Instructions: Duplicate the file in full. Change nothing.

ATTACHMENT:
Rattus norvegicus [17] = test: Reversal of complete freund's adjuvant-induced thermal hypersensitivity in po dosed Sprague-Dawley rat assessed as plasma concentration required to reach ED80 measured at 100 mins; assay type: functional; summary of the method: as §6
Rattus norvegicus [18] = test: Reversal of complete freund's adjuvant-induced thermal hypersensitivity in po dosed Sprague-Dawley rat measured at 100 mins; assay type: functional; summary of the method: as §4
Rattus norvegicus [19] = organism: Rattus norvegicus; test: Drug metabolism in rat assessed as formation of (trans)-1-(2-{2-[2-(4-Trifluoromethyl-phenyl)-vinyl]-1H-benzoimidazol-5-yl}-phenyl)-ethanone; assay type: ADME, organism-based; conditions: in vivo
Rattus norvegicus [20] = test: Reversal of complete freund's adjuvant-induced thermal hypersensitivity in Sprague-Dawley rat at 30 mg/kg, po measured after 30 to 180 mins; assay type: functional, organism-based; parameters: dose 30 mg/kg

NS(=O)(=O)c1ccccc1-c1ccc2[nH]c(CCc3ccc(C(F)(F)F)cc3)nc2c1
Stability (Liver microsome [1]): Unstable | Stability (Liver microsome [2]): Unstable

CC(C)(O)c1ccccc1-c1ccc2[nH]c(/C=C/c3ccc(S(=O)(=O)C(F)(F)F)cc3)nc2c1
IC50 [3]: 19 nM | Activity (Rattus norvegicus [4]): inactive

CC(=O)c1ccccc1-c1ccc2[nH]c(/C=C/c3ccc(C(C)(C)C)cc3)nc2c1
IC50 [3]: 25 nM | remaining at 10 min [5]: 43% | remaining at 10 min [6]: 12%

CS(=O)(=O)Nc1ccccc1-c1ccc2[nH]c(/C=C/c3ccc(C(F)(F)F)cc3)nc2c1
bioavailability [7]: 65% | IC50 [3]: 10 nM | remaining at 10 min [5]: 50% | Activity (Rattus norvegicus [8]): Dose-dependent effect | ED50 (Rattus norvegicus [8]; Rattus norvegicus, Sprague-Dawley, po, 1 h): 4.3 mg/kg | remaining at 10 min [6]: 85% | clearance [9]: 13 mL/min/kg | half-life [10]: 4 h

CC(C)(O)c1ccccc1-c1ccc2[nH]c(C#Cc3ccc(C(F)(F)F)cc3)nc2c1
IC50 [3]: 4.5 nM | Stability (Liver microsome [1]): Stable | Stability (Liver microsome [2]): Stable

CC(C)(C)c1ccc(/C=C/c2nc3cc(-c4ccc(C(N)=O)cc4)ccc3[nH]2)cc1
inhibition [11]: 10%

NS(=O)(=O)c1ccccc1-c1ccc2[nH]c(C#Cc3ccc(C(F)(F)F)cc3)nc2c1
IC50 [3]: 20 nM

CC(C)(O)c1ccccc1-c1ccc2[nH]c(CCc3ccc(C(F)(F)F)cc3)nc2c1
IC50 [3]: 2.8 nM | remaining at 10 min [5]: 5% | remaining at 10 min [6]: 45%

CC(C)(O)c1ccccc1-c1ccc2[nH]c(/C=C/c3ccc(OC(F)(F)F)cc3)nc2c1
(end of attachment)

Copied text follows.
Rattus norvegicus [17] = test: Reversal of complete freund's adjuvant-induced thermal hypersensitivity in po dosed Sprague-Dawley rat assessed as plasma concentration required to reach ED80 measured at 100 mins; assay type: functional; summary of the method: as §6
Rattus norvegicus [18] = test: Reversal of complete freund's adjuvant-induced thermal hypersensitivity in po dosed Sprague-Dawley rat measured at 100 mins; assay type: functional; summary of the method: as §4
Rattus norvegicus [19] = organism: Rattus norvegicus; test: Drug metabolism in rat assessed as formation of (trans)-1-(2-{2-[2-(4-Trifluoromethyl-phenyl)-vinyl]-1H-benzoimidazol-5-yl}-phenyl)-ethanone; assay type: ADME, organism-based; conditions: in vivo
Rattus norvegicus [20] = test: Reversal of complete freund's adjuvant-induced thermal hypersensitivity in Sprague-Dawley rat at 30 mg/kg, po measured after 30 to 180 mins; assay type: functional, organism-based; parameters: dose 30 mg/kg

NS(=O)(=O)c1ccccc1-c1ccc2[nH]c(CCc3ccc(C(F)(F)F)cc3)nc2c1
Stability (Liver microsome [1]): Unstable | Stability (Liver microsome [2]): Unstable

CC(C)(O)c1ccccc1-c1ccc2[nH]c(/C=C/c3ccc(S(=O)(=O)C(F)(F)F)cc3)nc2c1
IC50 [3]: 19 nM | Activity (Rattus norvegicus [4]): inactive

CC(=O)c1ccccc1-c1ccc2[nH]c(/C=C/c3ccc(C(C)(C)C)cc3)nc2c1
IC50 [3]: 25 nM | remaining at 10 min [5]: 43% | remaining at 10 min [6]: 12%

CS(=O)(=O)Nc1ccccc1-c1ccc2[nH]c(/C=C/c3ccc(C(F)(F)F)cc3)nc2c1
bioavailability [7]: 65% | IC50 [3]: 10 nM | remaining at 10 min [5]: 50% | Activity (Rattus norvegicus [8]): Dose-dependent effect | ED50 (Rattus norvegicus [8]; Rattus norvegicus, Sprague-Dawley, po, 1 h): 4.3 mg/kg | remaining at 10 min [6]: 85% | clearance [9]: 13 mL/min/kg | half-life [10]: 4 h

CC(C)(O)c1ccccc1-c1ccc2[nH]c(C#Cc3ccc(C(F)(F)F)cc3)nc2c1
IC50 [3]: 4.5 nM | Stability (Liver microsome [1]): Stable | Stability (Liver microsome [2]): Stable

CC(C)(C)c1ccc(/C=C/c2nc3cc(-c4ccc(C(N)=O)cc4)ccc3[nH]2)cc1
inhibition [11]: 10%

NS(=O)(=O)c1ccccc1-c1ccc2[nH]c(C#Cc3ccc(C(F)(F)F)cc3)nc2c1
IC50 [3]: 20 nM

CC(C)(O)c1ccccc1-c1ccc2[nH]c(CCc3ccc(C(F)(F)F)cc3)nc2c1
IC50 [3]: 2.8 nM | remaining at 10 min [5]: 5% | remaining at 10 min [6]: 45%

CC(C)(O)c1ccccc1-c1ccc2[nH]c(/C=C/c3ccc(OC(F)(F)F)cc3)nc2c1